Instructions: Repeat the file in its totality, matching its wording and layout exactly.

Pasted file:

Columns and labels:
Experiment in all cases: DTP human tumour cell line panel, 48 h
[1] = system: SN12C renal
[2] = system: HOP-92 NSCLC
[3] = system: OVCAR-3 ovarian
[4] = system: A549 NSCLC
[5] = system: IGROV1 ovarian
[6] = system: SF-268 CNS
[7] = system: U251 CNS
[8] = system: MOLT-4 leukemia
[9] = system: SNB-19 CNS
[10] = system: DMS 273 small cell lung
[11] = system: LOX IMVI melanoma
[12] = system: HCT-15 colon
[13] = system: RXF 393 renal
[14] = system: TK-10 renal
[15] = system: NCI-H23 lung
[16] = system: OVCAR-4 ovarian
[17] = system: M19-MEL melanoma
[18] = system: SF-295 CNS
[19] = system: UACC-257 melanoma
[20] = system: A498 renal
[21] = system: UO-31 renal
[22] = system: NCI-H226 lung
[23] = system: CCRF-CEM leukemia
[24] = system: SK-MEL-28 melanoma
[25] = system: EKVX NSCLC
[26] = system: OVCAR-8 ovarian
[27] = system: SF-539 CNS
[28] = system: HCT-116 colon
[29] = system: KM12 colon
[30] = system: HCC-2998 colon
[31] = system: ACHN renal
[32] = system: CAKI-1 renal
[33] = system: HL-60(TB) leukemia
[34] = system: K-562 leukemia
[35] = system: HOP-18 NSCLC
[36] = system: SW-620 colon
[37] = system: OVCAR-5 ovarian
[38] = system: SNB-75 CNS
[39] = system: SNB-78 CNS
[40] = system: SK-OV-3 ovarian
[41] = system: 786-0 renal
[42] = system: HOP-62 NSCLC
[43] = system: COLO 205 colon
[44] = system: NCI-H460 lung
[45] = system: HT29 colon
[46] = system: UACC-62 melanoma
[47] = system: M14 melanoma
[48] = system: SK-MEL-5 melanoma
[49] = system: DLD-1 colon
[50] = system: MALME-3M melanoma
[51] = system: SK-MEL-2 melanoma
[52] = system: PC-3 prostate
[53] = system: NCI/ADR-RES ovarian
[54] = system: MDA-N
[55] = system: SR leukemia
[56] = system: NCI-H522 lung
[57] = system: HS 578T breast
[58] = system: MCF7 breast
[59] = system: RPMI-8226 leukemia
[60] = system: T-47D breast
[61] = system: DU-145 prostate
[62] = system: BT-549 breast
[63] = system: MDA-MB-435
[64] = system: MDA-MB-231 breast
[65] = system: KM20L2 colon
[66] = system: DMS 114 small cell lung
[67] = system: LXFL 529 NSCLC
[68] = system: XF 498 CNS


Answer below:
Columns and labels:
Experiment in all cases: DTP human tumour cell line panel, 48 h
[1] = system: SN12C renal
[2] = system: HOP-92 NSCLC
[3] = system: OVCAR-3 ovarian
[4] = system: A549 NSCLC
[5] = system: IGROV1 ovarian
[6] = system: SF-268 CNS
[7] = system: U251 CNS
[8] = system: MOLT-4 leukemia
[9] = system: SNB-19 CNS
[10] = system: DMS 273 small cell lung
[11] = system: LOX IMVI melanoma
[12] = system: HCT-15 colon
[13] = system: RXF 393 renal
[14] = system: TK-10 renal
[15] = system: NCI-H23 lung
[16] = system: OVCAR-4 ovarian
[17] = system: M19-MEL melanoma
[18] = system: SF-295 CNS
[19] = system: UACC-257 melanoma
[20] = system: A498 renal
[21] = system: UO-31 renal
[22] = system: NCI-H226 lung
[23] = system: CCRF-CEM leukemia
[24] = system: SK-MEL-28 melanoma
[25] = system: EKVX NSCLC
[26] = system: OVCAR-8 ovarian
[27] = system: SF-539 CNS
[28] = system: HCT-116 colon
[29] = system: KM12 colon
[30] = system: HCC-2998 colon
[31] = system: ACHN renal
[32] = system: CAKI-1 renal
[33] = system: HL-60(TB) leukemia
[34] = system: K-562 leukemia
[35] = system: HOP-18 NSCLC
[36] = system: SW-620 colon
[37] = system: OVCAR-5 ovarian
[38] = system: SNB-75 CNS
[39] = system: SNB-78 CNS
[40] = system: SK-OV-3 ovarian
[41] = system: 786-0 renal
[42] = system: HOP-62 NSCLC
[43] = system: COLO 205 colon
[44] = system: NCI-H460 lung
[45] = system: HT29 colon
[46] = system: UACC-62 melanoma
[47] = system: M14 melanoma
[48] = system: SK-MEL-5 melanoma
[49] = system: DLD-1 colon
[50] = system: MALME-3M melanoma
[51] = system: SK-MEL-2 melanoma
[52] = system: PC-3 prostate
[53] = system: NCI/ADR-RES ovarian
[54] = system: MDA-N
[55] = system: SR leukemia
[56] = system: NCI-H522 lung
[57] = system: HS 578T breast
[58] = system: MCF7 breast
[59] = system: RPMI-8226 leukemia
[60] = system: T-47D breast
[61] = system: DU-145 prostate
[62] = system: BT-549 breast
[63] = system: MDA-MB-435
[64] = system: MDA-MB-231 breast
[65] = system: KM20L2 colon
[66] = system: DMS 114 small cell lung
[67] = system: LXFL 529 NSCLC
[68] = system: XF 498 CNS